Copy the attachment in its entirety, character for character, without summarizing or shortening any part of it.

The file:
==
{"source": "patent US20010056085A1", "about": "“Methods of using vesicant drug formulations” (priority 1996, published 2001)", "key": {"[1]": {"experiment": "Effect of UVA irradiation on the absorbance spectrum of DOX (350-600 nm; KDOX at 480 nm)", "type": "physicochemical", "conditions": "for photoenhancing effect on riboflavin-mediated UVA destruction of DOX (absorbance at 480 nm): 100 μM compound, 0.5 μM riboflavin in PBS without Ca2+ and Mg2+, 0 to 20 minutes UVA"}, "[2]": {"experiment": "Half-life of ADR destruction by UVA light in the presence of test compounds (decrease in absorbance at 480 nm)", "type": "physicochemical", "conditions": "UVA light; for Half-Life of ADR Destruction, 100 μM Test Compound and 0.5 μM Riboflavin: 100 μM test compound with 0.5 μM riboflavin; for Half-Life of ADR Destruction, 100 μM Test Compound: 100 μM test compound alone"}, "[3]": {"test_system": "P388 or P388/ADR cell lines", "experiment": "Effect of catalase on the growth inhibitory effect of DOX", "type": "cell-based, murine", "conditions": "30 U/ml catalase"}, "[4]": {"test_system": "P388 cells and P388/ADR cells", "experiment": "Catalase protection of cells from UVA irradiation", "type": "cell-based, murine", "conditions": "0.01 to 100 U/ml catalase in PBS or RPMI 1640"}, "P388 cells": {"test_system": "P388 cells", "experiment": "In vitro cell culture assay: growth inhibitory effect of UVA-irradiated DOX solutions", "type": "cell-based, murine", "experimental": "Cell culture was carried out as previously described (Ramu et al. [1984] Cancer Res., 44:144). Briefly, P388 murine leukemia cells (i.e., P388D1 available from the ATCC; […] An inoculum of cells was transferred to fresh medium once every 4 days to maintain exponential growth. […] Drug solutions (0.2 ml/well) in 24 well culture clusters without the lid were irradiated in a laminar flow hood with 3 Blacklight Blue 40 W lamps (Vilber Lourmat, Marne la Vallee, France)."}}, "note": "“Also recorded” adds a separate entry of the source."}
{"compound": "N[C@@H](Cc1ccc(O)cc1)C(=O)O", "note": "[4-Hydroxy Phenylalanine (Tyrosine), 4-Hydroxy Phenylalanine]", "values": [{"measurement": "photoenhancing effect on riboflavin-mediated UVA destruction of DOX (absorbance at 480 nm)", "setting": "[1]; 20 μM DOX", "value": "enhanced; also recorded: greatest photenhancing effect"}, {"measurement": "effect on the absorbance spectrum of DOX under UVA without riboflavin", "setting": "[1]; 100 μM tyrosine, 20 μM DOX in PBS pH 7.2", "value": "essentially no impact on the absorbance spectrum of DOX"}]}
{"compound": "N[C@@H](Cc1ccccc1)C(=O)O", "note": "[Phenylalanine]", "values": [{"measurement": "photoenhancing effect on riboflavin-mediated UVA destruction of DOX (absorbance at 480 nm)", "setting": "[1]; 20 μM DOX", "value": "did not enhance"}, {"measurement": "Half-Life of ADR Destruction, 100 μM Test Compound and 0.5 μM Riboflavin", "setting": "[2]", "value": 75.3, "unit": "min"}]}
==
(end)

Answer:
{"source": "patent US20010056085A1", "about": "“Methods of using vesicant drug formulations” (priority 1996, published 2001)", "key": {"[1]": {"experiment": "Effect of UVA irradiation on the absorbance spectrum of DOX (350-600 nm; KDOX at 480 nm)", "type": "physicochemical", "conditions": "for photoenhancing effect on riboflavin-mediated UVA destruction of DOX (absorbance at 480 nm): 100 μM compound, 0.5 μM riboflavin in PBS without Ca2+ and Mg2+, 0 to 20 minutes UVA"}, "[2]": {"experiment": "Half-life of ADR destruction by UVA light in the presence of test compounds (decrease in absorbance at 480 nm)", "type": "physicochemical", "conditions": "UVA light; for Half-Life of ADR Destruction, 100 μM Test Compound and 0.5 μM Riboflavin: 100 μM test compound with 0.5 μM riboflavin; for Half-Life of ADR Destruction, 100 μM Test Compound: 100 μM test compound alone"}, "[3]": {"test_system": "P388 or P388/ADR cell lines", "experiment": "Effect of catalase on the growth inhibitory effect of DOX", "type": "cell-based, murine", "conditions": "30 U/ml catalase"}, "[4]": {"test_system": "P388 cells and P388/ADR cells", "experiment": "Catalase protection of cells from UVA irradiation", "type": "cell-based, murine", "conditions": "0.01 to 100 U/ml catalase in PBS or RPMI 1640"}, "P388 cells": {"test_system": "P388 cells", "experiment": "In vitro cell culture assay: growth inhibitory effect of UVA-irradiated DOX solutions", "type": "cell-based, murine", "experimental": "Cell culture was carried out as previously described (Ramu et al. [1984] Cancer Res., 44:144). Briefly, P388 murine leukemia cells (i.e., P388D1 available from the ATCC; […] An inoculum of cells was transferred to fresh medium once every 4 days to maintain exponential growth. […] Drug solutions (0.2 ml/well) in 24 well culture clusters without the lid were irradiated in a laminar flow hood with 3 Blacklight Blue 40 W lamps (Vilber Lourmat, Marne la Vallee, France)."}}, "note": "“Also recorded” adds a separate entry of the source."}
{"compound": "N[C@@H](Cc1ccc(O)cc1)C(=O)O", "note": "[4-Hydroxy Phenylalanine (Tyrosine), 4-Hydroxy Phenylalanine]", "values": [{"measurement": "photoenhancing effect on riboflavin-mediated UVA destruction of DOX (absorbance at 480 nm)", "setting": "[1]; 20 μM DOX", "value": "enhanced; also recorded: greatest photenhancing effect"}, {"measurement": "effect on the absorbance spectrum of DOX under UVA without riboflavin", "setting": "[1]; 100 μM tyrosine, 20 μM DOX in PBS pH 7.2", "value": "essentially no impact on the absorbance spectrum of DOX"}]}
{"compound": "N[C@@H](Cc1ccccc1)C(=O)O", "note": "[Phenylalanine]", "values": [{"measurement": "photoenhancing effect on riboflavin-mediated UVA destruction of DOX (absorbance at 480 nm)", "setting": "[1]; 20 μM DOX", "value": "did not enhance"}, {"measurement": "Half-Life of ADR Destruction, 100 μM Test Compound and 0.5 μM Riboflavin", "setting": "[2]", "value": 75.3, "unit": "min"}]}